Oh man, this is way better than I was expecting. Like I thought it’s be some second tier gothic period thriller from a lesser known Daphne du Maurier title but heck, this one actually got some go to it. It opens on a Cornwall cliffside, this peculiar gash in the land, ominous and threatening. A few scenes on, when a wind rushes into a room, a woman goes to close the window and disappears momentarily in the drapes. And so we set up our lead’s peculiar aversion to all femininity.
I wasn’t expecting the joint to have some of the most confrontational cinematography I’ve seen so far this year either but dear God what cinematographer Mike Eley and director Roger Michell do with the camera is just something else. Like, maybe it’s the period setting, but my mind keeps going back to The Handmaiden. The camera constantly inventive and probing, the staging provocative, capturing these real uncomfortable compositions. For every shot that’s a bit obvious, say a foregrounded hammer wielding hand, there’s one like this gorgeous long shot as Rachel moves about the background lighting all the candles stalking the seated man centre frame. At the same time he’s trying to stoke an unlit fireplace, so good, so good.
The man is Philip, as played by Sam Claflin who’s finally found a role that fits him. There’s always seemed to me something a little stilted about his performances, when he’s forced into being the romantic lead it just don’t work for me. It always feel like his characters got something else going on under the surface which undermines them when they gotta be genuine. Here, in the realms of twisty psyho-thriller, it works, even when he being nice you get the sense that there something rum about this cat.
Philip grew up in the care of his uncle Ambrose, it’s noted time and again specifically ‘without a mother,’ as though this could be some sort of revelatory explanation instead of some petty excuse. As he’s coming of age his uncle falls ill and retires to Florence to take the sun. There he meets his cousin Rachel who he sorta falls for (these were the olden times, it was allowed), but the letters he returns home get steadily more nervous and paranoid until his death. When she arrives at the family’s estate to mourn, Philip takes it on himself to investigate.
There’s so many bad possible versions of this, mostly without Rachel Weisz’s central performance as Rachel. She plays it right down the line here. If the question posed is murderous gaslighter or grief-stricken, abuse victim widow, she nails both, consistently. There ain’t a slip, she doesn’t overplay her hand, she’s never changing the character she plays, but lets the breadth of the performance encompass everything the plot requires of her, after seeing her earlier this year in Denial where her role was literally to button up and sit down, it’s so good to see her able to cut loose and go full on out for this one.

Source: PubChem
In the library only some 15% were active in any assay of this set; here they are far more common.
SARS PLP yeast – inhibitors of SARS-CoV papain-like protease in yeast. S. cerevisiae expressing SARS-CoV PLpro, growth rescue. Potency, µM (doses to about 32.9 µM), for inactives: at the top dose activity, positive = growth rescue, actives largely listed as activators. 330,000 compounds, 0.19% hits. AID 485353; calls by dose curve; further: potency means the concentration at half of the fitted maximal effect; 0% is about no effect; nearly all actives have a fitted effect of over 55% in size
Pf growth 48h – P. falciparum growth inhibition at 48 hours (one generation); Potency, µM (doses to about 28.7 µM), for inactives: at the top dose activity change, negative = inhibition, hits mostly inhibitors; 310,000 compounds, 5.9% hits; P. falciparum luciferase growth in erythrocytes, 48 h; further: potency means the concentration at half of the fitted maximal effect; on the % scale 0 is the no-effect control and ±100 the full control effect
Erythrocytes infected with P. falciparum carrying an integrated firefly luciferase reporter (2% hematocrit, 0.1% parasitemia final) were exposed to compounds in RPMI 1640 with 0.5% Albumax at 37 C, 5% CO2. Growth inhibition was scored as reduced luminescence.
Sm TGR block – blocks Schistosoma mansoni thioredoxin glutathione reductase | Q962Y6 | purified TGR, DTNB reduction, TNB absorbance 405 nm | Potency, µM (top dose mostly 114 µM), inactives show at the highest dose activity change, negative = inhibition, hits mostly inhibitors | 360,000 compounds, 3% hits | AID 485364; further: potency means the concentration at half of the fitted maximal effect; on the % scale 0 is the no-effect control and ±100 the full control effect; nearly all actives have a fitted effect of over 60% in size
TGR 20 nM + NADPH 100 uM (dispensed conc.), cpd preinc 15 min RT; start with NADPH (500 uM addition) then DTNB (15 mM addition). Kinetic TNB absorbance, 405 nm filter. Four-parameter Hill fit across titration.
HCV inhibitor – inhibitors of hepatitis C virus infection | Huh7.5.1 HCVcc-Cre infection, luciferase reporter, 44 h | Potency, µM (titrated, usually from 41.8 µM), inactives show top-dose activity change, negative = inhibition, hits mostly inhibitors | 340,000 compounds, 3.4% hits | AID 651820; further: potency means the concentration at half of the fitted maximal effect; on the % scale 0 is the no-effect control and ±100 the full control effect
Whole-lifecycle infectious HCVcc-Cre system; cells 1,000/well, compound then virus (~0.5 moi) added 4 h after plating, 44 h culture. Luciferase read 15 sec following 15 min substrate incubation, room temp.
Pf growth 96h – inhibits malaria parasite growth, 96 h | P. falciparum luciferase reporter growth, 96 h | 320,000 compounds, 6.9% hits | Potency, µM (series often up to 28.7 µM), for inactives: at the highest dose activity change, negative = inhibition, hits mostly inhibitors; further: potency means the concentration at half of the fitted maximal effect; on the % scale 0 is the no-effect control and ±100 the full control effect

Y’all can sorta tell they all having fun because the plot is such a gas. There’s a slight stiffness now to some of du Maurier’s more Victorian melodramatic plot contrivances, the constant allusions to the crumbling cliffs down at the coast feel positively baroque. Is this hinting at something possibly? I do wonder where the climax will be set. That’s all forgivable though because despite the artifice on the surface we got a properly timeless story going on here.
It’s anothor shitty dude story. Claflin’s Philip is so oblivious and dumb and idiotic it’s a surprise that he’s even able to dress himself properly (big ups by the way to Dinah Collin on costumes, and all the rest of the design team, this one sexy lookin film). I’ve not yet mentioned his childhood friend Louise, Holliday Grainger in a kind of thankless role, but she gets in enough wry and gently condescending smiles to make it worth her time. Philip just relies on her to do all the thinking for him, and when he stops it’s to design one of the most elaborate self-hoistings anyone’s ever devised.
Watching his dude slow motion car crash his entire life is only horrifying when your sympathies are with the dude. I believe the novel is written in first person so you’re trapped within the confines of the narrator’s gaze. Michell opens it up somewhat, sure we’re mostly stuck with Philip and the transparency of his motivations comes across pretty clear, but we also glimpse occasionally into Rachel’s life and Louise’s and get a sense of them outside the roles that our dude has decided they must inhabit. With this more detached perspective the film is free to view Phil’s garbage foolishness at least with interest, which is so much more satisfying in the context of a film.
It’s almost feminist fiction in a way. And Rachel’s personal brand of menace comes across as that fun witchy kind of someone who don’t really conform to society’s standards but enjoys herself anyway. Maybe that’s a failing, maybe I wasn’t so entranced by the slowly unfolding mystery as I was just loving seeing Weisz do this shit so good. Who cares though, I was down, and she more than good enough to pull me through the entire running time. If this were set in the 21st century, my boy Phil would totally be an MRA. I just like watching him get dunked on so good.
My Cousin Rachel is currently screening in UK cinemas
Leave a Reply